Marry, Divorce, Reconcile

One woman's path to joy in a reclaimed marriage

Love in a Time of Climate Change (and Guns)

Let's make our children proud by giving them grace instead of garbage.

Before my divorce, reconciliation, and remarriage to my husband, I was a science writer with two degrees in biology. While we’d been divorced I’d been working for the Joint Fire Science Program turning primary research on fire ecology into digestible articles for wildland managers and planners; including the coming impacts of climate change on fire dynamics. And before that I’d written on all manner of earth, biology, and environment-related topics for textbooks, websites, magazines, and radio. I’d also spent time as a science writer at Cornell University’s Program on Breast Cancer and Environmental Risk Factors (BCERF), wrestling with the potential impacts of environmental toxins and hormone mimickers on breast cancer risk.

When my husband (an ecologist, getting his PhD at Cornell) and I married, in Cornell’s Sage Chapel, my co-workers at BCERF joined us. When we discussed having a baby shortly thereafter, we dithered: did we really want to bring children into a world so broken? Maybe it wasn’t so bad.

It was. And it is. While pregnant I read Sandra Steingraber’s “Having Faith: An Ecologist's Journey to Motherhood” and confronted the fact that my breast milk was certainly already laced with poisons, and that I’d be downloading those poisons into my baby. As my husband and I left Cornell for other academic opportunities for him, Steingraber arrived at Cornell as a visiting professor with BCERF. Today she's still in upstate New York, calling for a sane, healthy world for her children. She’s so committed that last week she went to jail for protesting fracking on private land. She went to jail! And she's writing, right now, from jail. (Here are a few important words she spoke to Bill Moyers just before that.)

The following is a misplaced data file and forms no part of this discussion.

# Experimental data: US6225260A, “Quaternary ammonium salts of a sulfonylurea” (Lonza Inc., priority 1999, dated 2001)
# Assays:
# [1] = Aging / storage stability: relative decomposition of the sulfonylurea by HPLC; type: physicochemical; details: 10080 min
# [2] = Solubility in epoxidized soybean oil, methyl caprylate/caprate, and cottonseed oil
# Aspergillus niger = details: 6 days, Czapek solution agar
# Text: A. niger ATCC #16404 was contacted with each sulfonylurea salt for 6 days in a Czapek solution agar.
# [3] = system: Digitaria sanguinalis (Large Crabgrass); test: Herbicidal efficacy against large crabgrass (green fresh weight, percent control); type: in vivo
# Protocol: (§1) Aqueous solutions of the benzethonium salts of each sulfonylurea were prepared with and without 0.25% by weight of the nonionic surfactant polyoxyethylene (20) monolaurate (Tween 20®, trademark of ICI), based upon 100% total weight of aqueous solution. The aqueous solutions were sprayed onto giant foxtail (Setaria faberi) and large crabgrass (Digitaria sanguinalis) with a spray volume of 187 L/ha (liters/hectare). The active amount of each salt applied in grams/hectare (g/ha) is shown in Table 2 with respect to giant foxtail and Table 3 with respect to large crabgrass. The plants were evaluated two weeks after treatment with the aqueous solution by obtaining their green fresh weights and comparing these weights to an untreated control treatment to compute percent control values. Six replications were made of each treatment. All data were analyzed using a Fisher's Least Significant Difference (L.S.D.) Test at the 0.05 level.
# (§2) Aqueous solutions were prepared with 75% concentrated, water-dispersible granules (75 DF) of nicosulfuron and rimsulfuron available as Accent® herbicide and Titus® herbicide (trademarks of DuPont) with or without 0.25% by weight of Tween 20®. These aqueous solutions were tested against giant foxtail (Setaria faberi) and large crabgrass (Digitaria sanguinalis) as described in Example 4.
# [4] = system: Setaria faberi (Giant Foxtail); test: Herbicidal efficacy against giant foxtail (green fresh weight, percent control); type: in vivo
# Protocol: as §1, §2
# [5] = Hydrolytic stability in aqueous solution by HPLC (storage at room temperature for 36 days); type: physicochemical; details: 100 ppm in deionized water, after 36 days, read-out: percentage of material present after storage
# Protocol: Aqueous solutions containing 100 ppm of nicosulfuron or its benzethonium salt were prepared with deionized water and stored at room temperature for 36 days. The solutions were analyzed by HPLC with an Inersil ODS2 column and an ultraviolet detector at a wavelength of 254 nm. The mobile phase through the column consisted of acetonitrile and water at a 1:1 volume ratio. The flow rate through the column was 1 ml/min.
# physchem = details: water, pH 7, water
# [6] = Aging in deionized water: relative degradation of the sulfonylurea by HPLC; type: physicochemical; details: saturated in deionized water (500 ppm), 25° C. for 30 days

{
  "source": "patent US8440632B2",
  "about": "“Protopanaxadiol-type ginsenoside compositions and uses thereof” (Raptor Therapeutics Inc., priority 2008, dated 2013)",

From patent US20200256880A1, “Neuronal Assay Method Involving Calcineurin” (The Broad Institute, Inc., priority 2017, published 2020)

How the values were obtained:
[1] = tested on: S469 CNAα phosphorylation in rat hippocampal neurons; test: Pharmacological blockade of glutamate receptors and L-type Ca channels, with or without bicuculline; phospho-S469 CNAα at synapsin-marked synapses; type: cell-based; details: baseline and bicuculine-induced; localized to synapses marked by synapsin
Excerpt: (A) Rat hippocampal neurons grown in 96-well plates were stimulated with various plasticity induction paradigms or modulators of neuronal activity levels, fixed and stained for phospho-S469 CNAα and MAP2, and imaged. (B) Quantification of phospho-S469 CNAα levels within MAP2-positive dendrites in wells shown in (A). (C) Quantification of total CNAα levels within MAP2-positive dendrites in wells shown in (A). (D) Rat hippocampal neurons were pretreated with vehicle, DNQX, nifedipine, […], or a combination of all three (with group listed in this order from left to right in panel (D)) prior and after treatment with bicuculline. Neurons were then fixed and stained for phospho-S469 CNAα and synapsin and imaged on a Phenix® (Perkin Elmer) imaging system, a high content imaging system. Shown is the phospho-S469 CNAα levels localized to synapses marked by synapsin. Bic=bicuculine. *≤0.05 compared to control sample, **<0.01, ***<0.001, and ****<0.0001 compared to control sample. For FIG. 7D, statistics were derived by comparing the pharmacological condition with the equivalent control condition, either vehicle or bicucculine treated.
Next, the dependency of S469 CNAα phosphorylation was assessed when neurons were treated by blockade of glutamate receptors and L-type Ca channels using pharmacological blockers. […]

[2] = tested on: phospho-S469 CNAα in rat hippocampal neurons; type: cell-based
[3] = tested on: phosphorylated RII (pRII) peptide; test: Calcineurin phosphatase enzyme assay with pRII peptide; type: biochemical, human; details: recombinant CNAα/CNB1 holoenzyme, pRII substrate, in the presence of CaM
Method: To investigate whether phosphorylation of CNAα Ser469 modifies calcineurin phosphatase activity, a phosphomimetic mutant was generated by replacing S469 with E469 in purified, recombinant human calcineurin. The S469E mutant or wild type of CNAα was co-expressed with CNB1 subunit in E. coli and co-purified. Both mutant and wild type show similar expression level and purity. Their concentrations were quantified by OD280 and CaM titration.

I tell you all this because I’ve been living a kind of double life these last two years of writing Marry, Divorce, Reconcile for Psychology Today. My background and training is in biology and the impact of human activity on the world around us. I’d spent a dozen years writing on all manner of related topics before my husband and I divorced. Then…then…Nothing could have prepared me for the emotional devastation and turmoil of surviving that divorce, of watching my children confront its ramifications, of experiencing the ripping apart of our lives. Looking back on it now, divorce was like a form of exile from the tribe—the safe harbor my husband and I had created was torn asunder.

And once again, it was the science—and my inner journalist’s hunger to understand—that set us on the path back to each other, to not only a reconciliation but a healing that bore us a brand new marriage: far more secure, honest, and authentic than what we’d had before. This includes a pure realization that, because humans are so social, we need other important relationships and people in our lives. We no longer expect or rely on our marriage to meet all our human needs. That, we have learned, is crazy making.

The core understanding—the key—underpinning our reunion and our life together today, is human attachment. Love. For all its Shakespearean dramas, its prophetic songs, its universal storylines, human attachment science—and our ability to consciously abide by what science is helping us to better understand about one of the most basic, elemental motivators of human behavior—explains both our glue and our schisms. Humans are driven by love and attachment. If we are satisfied and healthy in these, harmony prevails. If not, we tend to turn the world upside down. Discord reigns. And suffering.